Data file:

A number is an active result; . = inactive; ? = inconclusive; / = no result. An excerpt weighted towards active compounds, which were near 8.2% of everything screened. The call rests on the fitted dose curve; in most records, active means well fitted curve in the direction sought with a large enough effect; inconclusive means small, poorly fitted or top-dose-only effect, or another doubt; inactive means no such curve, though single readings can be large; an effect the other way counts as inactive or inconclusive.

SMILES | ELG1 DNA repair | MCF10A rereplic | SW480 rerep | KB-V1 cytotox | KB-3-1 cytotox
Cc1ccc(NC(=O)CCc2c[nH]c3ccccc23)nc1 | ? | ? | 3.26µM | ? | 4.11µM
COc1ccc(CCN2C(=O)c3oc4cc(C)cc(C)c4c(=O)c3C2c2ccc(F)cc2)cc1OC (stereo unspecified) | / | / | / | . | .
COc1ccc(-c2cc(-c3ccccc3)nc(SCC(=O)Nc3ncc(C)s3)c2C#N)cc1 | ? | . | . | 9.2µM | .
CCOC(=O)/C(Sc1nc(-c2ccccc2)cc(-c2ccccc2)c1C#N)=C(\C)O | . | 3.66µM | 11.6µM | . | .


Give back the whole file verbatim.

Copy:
A number is an active result; . = inactive; ? = inconclusive; / = no result. An excerpt weighted towards active compounds, which were near 8.2% of everything screened. The call rests on the fitted dose curve; in most records, active means well fitted curve in the direction sought with a large enough effect; inconclusive means small, poorly fitted or top-dose-only effect, or another doubt; inactive means no such curve, though single readings can be large; an effect the other way counts as inactive or inconclusive.

SMILES | ELG1 DNA repair | MCF10A rereplic | SW480 rerep | KB-V1 cytotox | KB-3-1 cytotox
Cc1ccc(NC(=O)CCc2c[nH]c3ccccc23)nc1 | ? | ? | 3.26µM | ? | 4.11µM
COc1ccc(CCN2C(=O)c3oc4cc(C)cc(C)c4c(=O)c3C2c2ccc(F)cc2)cc1OC (stereo unspecified) | / | / | / | . | .
COc1ccc(-c2cc(-c3ccccc3)nc(SCC(=O)Nc3ncc(C)s3)c2C#N)cc1 | ? | . | . | 9.2µM | .
CCOC(=O)/C(Sc1nc(-c2ccccc2)cc(-c2ccccc2)c1C#N)=C(\C)O | . | 3.66µM | 11.6µM | . | .